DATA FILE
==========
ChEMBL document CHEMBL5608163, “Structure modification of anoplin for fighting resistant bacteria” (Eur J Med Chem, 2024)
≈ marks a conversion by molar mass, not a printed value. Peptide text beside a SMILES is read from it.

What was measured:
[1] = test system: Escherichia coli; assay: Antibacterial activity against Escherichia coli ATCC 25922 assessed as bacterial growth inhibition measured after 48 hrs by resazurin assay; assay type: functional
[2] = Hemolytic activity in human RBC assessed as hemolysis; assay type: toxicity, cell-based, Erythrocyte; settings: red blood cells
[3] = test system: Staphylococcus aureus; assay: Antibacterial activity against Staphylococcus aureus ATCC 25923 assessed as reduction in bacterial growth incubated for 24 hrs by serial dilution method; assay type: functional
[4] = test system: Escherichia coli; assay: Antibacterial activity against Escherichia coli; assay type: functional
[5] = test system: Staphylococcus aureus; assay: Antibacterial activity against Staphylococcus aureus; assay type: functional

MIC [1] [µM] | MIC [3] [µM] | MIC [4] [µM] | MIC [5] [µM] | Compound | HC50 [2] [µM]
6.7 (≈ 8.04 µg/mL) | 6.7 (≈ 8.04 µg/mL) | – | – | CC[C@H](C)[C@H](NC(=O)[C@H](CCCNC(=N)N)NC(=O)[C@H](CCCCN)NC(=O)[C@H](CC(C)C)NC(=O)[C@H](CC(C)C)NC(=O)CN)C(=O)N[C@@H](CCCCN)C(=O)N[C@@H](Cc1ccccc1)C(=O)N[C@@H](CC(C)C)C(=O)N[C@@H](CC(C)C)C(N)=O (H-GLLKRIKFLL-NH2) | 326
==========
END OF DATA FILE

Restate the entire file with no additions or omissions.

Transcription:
ChEMBL document CHEMBL5608163, “Structure modification of anoplin for fighting resistant bacteria” (Eur J Med Chem, 2024)
≈ marks a conversion by molar mass, not a printed value. Peptide text beside a SMILES is read from it.

What was measured:
[1] = test system: Escherichia coli; assay: Antibacterial activity against Escherichia coli ATCC 25922 assessed as bacterial growth inhibition measured after 48 hrs by resazurin assay; assay type: functional
[2] = Hemolytic activity in human RBC assessed as hemolysis; assay type: toxicity, cell-based, Erythrocyte; settings: red blood cells
[3] = test system: Staphylococcus aureus; assay: Antibacterial activity against Staphylococcus aureus ATCC 25923 assessed as reduction in bacterial growth incubated for 24 hrs by serial dilution method; assay type: functional
[4] = test system: Escherichia coli; assay: Antibacterial activity against Escherichia coli; assay type: functional
[5] = test system: Staphylococcus aureus; assay: Antibacterial activity against Staphylococcus aureus; assay type: functional

MIC [1] [µM] | MIC [3] [µM] | MIC [4] [µM] | MIC [5] [µM] | Compound | HC50 [2] [µM]
6.7 (≈ 8.04 µg/mL) | 6.7 (≈ 8.04 µg/mL) | – | – | CC[C@H](C)[C@H](NC(=O)[C@H](CCCNC(=N)N)NC(=O)[C@H](CCCCN)NC(=O)[C@H](CC(C)C)NC(=O)[C@H](CC(C)C)NC(=O)CN)C(=O)N[C@@H](CCCCN)C(=O)N[C@@H](Cc1ccccc1)C(=O)N[C@@H](CC(C)C)C(=O)N[C@@H](CC(C)C)C(N)=O (H-GLLKRIKFLL-NH2) | 326